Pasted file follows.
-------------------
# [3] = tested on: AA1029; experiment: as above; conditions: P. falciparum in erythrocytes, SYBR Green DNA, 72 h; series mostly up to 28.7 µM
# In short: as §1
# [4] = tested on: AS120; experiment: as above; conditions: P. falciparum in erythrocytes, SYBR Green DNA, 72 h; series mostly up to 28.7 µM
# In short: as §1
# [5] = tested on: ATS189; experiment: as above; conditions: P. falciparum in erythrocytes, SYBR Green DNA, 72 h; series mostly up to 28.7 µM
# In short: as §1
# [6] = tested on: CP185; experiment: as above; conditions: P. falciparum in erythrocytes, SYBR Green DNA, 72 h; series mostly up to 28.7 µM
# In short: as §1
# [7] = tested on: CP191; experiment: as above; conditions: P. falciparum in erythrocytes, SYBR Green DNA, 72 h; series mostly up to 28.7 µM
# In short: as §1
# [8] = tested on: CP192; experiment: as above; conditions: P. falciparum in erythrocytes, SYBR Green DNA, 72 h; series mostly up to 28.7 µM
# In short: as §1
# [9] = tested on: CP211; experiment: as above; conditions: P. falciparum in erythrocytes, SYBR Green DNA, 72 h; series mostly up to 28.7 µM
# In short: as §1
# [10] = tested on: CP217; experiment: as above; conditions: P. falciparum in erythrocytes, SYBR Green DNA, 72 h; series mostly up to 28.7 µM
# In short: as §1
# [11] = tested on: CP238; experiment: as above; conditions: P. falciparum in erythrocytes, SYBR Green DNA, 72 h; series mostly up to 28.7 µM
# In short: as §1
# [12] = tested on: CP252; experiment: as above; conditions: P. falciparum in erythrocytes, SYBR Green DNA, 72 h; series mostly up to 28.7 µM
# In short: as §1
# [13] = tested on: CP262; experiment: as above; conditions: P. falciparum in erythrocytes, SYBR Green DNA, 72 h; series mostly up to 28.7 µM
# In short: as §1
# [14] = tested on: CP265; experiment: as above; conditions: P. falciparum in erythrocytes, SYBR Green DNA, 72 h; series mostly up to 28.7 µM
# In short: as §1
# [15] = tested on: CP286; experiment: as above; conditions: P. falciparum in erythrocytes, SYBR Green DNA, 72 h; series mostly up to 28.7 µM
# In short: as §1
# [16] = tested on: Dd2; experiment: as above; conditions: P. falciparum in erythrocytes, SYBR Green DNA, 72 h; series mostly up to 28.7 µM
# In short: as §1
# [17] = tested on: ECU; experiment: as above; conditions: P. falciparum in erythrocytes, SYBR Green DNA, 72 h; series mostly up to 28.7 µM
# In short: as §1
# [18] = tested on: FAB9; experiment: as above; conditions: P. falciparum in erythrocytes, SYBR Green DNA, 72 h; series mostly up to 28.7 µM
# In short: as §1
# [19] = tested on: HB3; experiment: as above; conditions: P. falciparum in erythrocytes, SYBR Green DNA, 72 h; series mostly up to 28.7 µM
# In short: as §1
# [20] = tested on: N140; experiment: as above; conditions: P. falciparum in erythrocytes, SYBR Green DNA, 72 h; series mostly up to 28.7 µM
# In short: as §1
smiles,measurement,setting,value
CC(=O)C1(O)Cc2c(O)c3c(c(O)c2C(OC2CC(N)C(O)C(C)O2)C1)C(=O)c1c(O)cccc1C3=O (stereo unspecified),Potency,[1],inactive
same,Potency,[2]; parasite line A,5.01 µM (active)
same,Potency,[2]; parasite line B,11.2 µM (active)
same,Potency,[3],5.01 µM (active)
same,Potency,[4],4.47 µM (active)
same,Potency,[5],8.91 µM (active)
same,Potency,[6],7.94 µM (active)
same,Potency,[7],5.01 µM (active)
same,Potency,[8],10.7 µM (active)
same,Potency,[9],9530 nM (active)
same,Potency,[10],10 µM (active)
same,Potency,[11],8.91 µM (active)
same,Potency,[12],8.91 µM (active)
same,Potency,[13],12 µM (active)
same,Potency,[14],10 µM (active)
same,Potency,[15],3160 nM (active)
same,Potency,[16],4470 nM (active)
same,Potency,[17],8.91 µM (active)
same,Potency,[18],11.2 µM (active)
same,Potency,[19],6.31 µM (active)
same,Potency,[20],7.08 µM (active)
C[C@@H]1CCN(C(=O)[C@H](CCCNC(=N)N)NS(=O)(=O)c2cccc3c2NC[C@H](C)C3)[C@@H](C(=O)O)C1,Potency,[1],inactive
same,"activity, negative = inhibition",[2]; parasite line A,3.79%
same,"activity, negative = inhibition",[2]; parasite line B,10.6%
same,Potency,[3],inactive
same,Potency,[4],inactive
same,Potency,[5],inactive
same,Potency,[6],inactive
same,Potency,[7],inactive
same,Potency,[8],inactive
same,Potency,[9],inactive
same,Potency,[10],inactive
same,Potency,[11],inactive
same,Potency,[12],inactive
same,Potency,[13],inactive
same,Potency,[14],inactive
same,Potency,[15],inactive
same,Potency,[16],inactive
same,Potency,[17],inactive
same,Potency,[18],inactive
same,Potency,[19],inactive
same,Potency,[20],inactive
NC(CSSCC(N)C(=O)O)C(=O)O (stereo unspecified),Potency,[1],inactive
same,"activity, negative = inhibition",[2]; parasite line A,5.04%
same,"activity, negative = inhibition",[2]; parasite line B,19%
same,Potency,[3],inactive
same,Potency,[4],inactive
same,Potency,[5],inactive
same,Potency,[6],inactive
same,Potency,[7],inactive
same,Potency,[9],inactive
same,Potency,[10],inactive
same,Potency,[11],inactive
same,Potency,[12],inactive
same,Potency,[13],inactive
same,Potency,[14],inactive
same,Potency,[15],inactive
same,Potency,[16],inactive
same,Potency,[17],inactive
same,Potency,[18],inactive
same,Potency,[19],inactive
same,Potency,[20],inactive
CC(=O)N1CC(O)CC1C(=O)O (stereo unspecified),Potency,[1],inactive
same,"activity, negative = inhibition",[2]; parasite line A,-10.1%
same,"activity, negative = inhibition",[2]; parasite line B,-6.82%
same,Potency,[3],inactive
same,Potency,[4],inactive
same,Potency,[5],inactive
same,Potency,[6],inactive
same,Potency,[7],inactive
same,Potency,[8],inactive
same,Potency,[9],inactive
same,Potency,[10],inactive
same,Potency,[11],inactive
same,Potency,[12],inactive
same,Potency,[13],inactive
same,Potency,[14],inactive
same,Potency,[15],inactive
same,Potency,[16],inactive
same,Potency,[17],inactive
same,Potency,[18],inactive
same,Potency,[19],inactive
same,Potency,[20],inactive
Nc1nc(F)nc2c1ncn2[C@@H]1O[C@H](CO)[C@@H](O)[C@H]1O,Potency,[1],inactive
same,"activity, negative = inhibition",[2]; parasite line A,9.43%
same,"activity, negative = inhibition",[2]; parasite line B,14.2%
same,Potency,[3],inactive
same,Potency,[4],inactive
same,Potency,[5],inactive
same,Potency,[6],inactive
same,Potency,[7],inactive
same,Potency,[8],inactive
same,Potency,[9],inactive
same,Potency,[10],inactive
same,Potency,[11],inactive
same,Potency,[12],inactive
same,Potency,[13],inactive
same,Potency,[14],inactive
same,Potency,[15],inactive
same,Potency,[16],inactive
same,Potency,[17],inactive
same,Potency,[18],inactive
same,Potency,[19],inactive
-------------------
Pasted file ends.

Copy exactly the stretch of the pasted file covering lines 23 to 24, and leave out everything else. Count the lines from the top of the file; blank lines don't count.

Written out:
# [14] = tested on: CP265; experiment: as above; conditions: P. falciparum in erythrocytes, SYBR Green DNA, 72 h; series mostly up to 28.7 µM
# In short: as §1